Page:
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Australia, China And “Social Accounting”

Australia, Business, China, Company Strategy, Economics, Environment, Oil & Gas, US
By John Richardson on 13-Jan-2014


By John Richardson

WESTERN Australia is still in the midst of the tail end of a golden economic sweet spot, thanks to a once-in-many-generations resources boom.

People are not only benefiting from the fantastic money that is being made by working in the iron ore, gold mines and liquefied natural gas (LNG) plants. All those employed in the service industries linked at a first, second or third level to the resources boom have also benefited.

Hence, the suburbs of Perth, where the blog lives, are filled with giant houses, private swimming pools, boats, top-of-the-range SUVs and jet skis.

It would be unfair, though, to believe that this might have automatically happened in any other region similarly blessed with resources. There is a tremendous “get up and go” attitude in WA and many small businesses display bags of initiative. There is also a refreshing lack of snobbery, a generosity of spirit and a very strong sense of community amongst many of the people the blog is luck enough to know.

But it certainly helps that when you set up a business you don’t have to worry about food, fresh water, sanitation and electricity supply in Australia – and that because you grew up with these necessities, you had a very good chance of getting the education you needed to be able to launch a business. All of us in the developed world are similarly lucky, even if we don’t live in a country or region bursting at the geological seams with iron ore or shale gas.

Nothing, though, lasts forever and prosperity in the West can come at a price that, eventually, developing countries no longer want to pay.

For instance, in the case of China, its investment boom – which has so effectively supported the prices of iron ore, copper etc – has created very harmful social and economic distortions.

Environmental standards have been flouted, for example, in the dash for growth, but all the signs are that this is changing.

“China has set new targets for its provinces to reduce air pollution by 5 to 25%, state media said late on Tuesday, underscoring the government’s concern about a source of public anger,” wrote Reuters in this 9 January article.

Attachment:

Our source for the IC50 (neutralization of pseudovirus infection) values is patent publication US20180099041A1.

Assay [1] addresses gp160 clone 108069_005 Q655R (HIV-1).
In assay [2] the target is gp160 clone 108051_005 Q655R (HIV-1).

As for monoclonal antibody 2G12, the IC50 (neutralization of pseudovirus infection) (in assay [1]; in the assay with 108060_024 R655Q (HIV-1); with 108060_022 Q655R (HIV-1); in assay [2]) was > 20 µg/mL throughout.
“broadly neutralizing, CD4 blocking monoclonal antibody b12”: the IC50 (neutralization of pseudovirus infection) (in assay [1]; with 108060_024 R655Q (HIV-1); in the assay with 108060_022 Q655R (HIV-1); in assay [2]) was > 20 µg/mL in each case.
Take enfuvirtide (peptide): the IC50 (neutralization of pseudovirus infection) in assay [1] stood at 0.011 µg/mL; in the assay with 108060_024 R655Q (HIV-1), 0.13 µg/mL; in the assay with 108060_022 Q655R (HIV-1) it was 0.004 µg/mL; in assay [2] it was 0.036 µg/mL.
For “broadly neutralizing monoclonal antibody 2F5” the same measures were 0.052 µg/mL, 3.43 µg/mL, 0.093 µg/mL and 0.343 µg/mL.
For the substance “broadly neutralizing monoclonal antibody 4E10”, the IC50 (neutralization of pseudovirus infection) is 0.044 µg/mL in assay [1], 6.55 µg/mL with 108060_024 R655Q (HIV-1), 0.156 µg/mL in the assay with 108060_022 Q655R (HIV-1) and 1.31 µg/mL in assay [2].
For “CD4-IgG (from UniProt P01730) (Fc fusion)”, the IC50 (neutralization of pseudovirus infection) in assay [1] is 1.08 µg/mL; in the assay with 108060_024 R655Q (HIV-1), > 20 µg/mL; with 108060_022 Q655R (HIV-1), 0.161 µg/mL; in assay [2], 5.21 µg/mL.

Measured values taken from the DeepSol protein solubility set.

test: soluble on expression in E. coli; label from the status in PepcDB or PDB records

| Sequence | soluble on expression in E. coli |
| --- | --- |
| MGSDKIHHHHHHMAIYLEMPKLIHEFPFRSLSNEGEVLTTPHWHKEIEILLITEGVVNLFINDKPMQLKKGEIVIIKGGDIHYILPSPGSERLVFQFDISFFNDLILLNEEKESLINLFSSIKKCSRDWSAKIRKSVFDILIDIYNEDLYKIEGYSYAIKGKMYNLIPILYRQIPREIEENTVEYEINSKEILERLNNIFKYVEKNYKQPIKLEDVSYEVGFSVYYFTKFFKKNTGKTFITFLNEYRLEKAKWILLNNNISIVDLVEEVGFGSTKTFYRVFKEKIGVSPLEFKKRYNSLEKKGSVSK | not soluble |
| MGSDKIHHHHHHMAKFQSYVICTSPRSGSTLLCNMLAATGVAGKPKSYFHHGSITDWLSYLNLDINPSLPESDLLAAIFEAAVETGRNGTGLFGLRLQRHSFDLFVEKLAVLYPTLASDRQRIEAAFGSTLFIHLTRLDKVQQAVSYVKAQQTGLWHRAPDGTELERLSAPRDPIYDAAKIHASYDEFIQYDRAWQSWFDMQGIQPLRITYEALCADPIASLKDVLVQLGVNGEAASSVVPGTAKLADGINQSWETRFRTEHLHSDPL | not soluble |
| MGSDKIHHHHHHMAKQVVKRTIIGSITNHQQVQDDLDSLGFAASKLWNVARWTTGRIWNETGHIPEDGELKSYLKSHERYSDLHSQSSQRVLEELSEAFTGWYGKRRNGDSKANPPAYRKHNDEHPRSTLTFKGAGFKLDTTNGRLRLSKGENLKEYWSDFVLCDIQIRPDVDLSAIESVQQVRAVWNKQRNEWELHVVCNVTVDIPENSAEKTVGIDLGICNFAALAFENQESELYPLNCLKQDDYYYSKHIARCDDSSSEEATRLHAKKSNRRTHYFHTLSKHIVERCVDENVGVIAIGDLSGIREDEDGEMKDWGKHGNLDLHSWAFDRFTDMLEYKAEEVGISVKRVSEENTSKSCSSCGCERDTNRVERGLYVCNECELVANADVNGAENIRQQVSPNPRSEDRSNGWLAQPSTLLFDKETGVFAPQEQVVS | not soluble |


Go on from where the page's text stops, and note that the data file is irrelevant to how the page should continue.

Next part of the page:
“Former health minister Chen Zhu said air pollution in the country causes premature deaths of 350,000 to 500,000 people yearly, state media reported on Tuesday.”

China’s demographics are adding to the pressure for Beijing to act.  Because of very tight blue-collar labour supply, no longer are many of its workers prepared to accept poor working conditions and polluted water, air and food.

And there is the end of the demographic dividend in the West.  Even if the investment and export-processing model was still sustainable, the demand in the West is no longer there to justify the model.

What might this mean for Australia? It could, for example, mean that:

  • As China’s investment growth model is unwound – for economic as well as social reasons –  iron ore prices decline significantly, leading to the failure of the smaller mining and some of the service providers. This could happen just as a lot more iron-ore supply hits the market.
  • Despite very tight blue-collar labour markets, China fails to provide enough jobs for the millions of young people graduating every year. These graduates become so socially disruptive that China’s economic growth declines. Australia’s growth is, as we’ve said, intimately tied to growth in China.
  • China successfully escapes the “middle income trap” and creates a vast, ever-expanding army of highly competent, highly innovative graduates who “crowd out” opportunities for Westerners, both in their home countries and in China itself. Australia is therefore caught between the devil of less demand growth for its resources and the deep blue sea of ferocious competition from China’s hyper-talented army of graduates.

These are the extreme points of a continuum, of course, and so it might be likely that the outcomes fall somewhere in between the extremes.

But we are living in a VUCA world (volatility, uncertainty, complexity and ambiguity), and so “social”, as well as economic, accounting exercises have become essential in order to protect against these risks.

Western governments and chemicals and other companies need to use these social accounting exercises to come up with new policy directions and manufacturing strategies.

The alternative is a retreat into an increasingly fractious, xenophobic, protectionist and dangerous world that would ultimately benefit nobody.